Our History: 1901 - Today

The Linguaphone Group was founded in 1901 by Jacques Roston, a translator and language teacher who emigrated from Poland, then part of Russia, at the turn of the century and set up in business in High Holborn, London. Language Gramophone

Roston was one of the first pioneers to recognise the potential for language teaching using Edison's invention of sound recording (1877) and Alexander Graham Bell's development of wax cylinders (1888). 

The first Linguaphone courses, intended initially as classroom aids for language teachers, combined authentic native speech with the illustrated texts of the Rees Pictorial Language books. These Mr Roston acquired, together with the International Linguaphone Company and the Rees Linguaphone records, then on cylinders.  By adding to the range of languages and skillfully promoting the distinctive Linguaphone name, Roston created a new and intriguing product of wide appeal both to the home-study hobbyist and the growing band of travellers to the continent and beyond.

Establishing Linguaphone Institute

Jacque Roston - Linguaphone FounderWith the arrival of "Berliners" or flat records, the gramophone came of age and with it Linguaphone's opportunity to reach out to a wider public.  In 1924, Mr Roston established the Linguaphone Institute and hired as his secretary Miss Kay Murphy, an Australian linguist who had also been trained in America in mail order publishing techniques.  Linguaphone was quickly pushed to the forefront with a campaign of full-page coupon advertisements backed by persuasive follow-up literature.  Mr Roston and his family acted as their own photographic models for the first Linguaphone brochure in 1925.

This campaign provoked an immediate response from far and wide.  H. G. Wells recognised in Linguaphone the fulfilment of one of his prophecies, that "the gramophone will one day be used for language teaching" and wrote to Roston expressing his admiration for Linguaphone's work.  Even George Bernard Shaw finally succumbed to Linguaphone's attraction and made a special recording 'Spoken English and Broken English'.  The autographed original now rests in the British Museum in London.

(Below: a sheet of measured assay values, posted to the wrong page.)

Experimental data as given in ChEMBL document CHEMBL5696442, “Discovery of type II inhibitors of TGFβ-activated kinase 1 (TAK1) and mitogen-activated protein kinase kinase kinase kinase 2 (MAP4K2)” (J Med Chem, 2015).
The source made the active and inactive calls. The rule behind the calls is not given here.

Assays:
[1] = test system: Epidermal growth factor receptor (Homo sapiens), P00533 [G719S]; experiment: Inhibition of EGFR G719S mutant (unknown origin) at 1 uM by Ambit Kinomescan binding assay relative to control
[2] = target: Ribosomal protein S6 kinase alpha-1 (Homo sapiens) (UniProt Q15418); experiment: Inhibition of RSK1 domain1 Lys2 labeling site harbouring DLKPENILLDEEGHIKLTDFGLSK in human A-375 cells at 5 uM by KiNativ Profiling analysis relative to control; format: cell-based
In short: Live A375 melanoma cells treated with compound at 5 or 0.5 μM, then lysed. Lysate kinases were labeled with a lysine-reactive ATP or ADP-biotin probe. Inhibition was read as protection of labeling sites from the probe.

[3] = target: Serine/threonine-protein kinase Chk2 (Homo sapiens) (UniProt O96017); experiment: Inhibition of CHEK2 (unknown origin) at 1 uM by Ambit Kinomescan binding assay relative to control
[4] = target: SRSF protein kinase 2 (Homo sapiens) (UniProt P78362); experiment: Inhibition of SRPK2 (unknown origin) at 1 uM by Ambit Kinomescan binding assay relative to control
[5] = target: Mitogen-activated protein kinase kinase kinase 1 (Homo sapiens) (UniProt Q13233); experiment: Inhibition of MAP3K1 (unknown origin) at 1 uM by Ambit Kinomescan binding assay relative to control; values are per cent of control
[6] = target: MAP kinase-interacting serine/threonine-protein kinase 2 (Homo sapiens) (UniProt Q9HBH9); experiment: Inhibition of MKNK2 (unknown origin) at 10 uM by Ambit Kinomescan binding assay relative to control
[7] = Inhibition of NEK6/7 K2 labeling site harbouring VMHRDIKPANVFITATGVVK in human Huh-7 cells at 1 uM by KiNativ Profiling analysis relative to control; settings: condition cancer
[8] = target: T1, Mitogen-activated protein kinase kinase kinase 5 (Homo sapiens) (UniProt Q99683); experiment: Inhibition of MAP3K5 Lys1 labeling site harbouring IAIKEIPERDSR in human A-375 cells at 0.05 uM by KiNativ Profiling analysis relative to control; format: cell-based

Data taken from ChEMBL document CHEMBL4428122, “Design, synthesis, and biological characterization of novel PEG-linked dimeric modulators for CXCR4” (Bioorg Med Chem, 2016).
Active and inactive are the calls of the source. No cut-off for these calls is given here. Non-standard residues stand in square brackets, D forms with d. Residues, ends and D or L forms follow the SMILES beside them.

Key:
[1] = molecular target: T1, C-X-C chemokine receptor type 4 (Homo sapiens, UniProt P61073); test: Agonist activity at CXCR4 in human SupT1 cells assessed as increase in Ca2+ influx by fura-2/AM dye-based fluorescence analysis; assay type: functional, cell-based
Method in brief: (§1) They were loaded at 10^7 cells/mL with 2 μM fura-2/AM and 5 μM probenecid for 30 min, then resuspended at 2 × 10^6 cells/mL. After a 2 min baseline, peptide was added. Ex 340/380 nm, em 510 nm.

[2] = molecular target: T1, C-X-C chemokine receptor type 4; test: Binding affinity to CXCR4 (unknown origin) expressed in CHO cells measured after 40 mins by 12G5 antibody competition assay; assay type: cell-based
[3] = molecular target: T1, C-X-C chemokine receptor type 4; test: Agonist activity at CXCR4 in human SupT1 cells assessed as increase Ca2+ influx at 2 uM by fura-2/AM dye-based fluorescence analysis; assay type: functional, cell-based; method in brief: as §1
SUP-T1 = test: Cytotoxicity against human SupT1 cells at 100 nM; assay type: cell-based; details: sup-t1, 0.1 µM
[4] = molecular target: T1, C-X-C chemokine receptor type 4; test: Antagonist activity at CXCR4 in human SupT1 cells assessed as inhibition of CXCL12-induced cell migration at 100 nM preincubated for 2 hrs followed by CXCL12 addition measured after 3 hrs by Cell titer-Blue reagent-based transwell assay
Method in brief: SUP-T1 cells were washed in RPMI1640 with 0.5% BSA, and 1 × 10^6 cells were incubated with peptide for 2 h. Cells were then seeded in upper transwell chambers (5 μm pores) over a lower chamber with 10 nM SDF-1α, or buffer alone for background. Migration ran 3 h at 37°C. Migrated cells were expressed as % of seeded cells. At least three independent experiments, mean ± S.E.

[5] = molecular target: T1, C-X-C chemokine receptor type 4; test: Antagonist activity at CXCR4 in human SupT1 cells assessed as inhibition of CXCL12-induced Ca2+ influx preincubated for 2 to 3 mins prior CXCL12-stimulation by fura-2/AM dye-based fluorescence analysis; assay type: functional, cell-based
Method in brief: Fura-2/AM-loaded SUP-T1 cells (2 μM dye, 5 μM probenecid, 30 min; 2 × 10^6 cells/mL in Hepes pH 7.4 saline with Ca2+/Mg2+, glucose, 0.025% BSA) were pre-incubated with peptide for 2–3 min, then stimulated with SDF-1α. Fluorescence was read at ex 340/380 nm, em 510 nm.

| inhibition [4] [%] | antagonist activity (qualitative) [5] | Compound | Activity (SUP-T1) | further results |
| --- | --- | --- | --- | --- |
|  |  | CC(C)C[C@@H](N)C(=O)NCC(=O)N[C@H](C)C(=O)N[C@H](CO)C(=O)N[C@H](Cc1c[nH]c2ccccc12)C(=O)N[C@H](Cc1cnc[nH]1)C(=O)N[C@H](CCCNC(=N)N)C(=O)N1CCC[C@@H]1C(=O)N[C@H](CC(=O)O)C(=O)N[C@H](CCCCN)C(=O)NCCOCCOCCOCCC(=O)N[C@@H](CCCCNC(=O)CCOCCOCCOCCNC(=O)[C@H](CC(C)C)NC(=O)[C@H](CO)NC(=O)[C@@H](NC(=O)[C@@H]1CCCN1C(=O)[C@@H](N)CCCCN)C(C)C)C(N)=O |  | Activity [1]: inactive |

During this time, Roston came to push ahead with his translation bureau which soon became the largest in Britain.  At the same time, he maintained his keen interest in all developments associated with the gramophone.  He promoted the Linguaphone 'Repeater', designed especially to help Linguaphone customers to position the tone arm of the gramophone precisely on the correct groove without having to lift it manually.

The 'Solophone' - which enabled students to listen through earphones without disturbing the rest of the household - was another new device.  Linguaphone even offered their own brand of three-tone gramophone needles to vary the loudness of sound as required.

A Leading Authority on Language Learning

Mr Roston's preoccupation with language teaching methods also never waivered. In 1927, he published a new monthly journal 'The Linguist' and contributed to it a history of language teaching ideas from the ancients, through Comenius to modern theorists.  It is in the second issue of this journal that a Linguaphone advertisement appeared containing the following definitive description of the Linguaphone Method:

"A Linguaphone course is composed of a series of records dealing with everyday subjects, situations and needs.  Whenever you have a moment to spare, you slip one of these records on your gramophone and follow, in a special pictorial textbook, the speaking of a cultured native teacher.  The textbook contains, side-by-side with the printed text, composite pictures illustrating the various persons, objects and actions described in the text.  With the aid of these pictures you learn to associate the appearance of things with the appropriate word sounds.  This is the truly natural way of learning a language, a way you first, as a child, learned your own mother tongue.  The results of this method are astonishing.  Under this tireless tutor, mastery becomes easy.  Quite soon you find yourself able to speak fluently, to understand others and also to read and write correctly."

Linguaphone Academic Advisory CommitteeMr Roston drew about him many of the most distinguished phoneticians and linguists of his day, including Professors Paul Passy, Daniel Jones and Lloyd James.  The authenticity of the Linguaphone recordings testifies to their influence. 

This tradition of academic excellence has continued to this day through the Linguaphone Academic Advisory Committee headed up by the distinguished current chairman, Professor the Lord Quirk.

A Period of Change and Product Development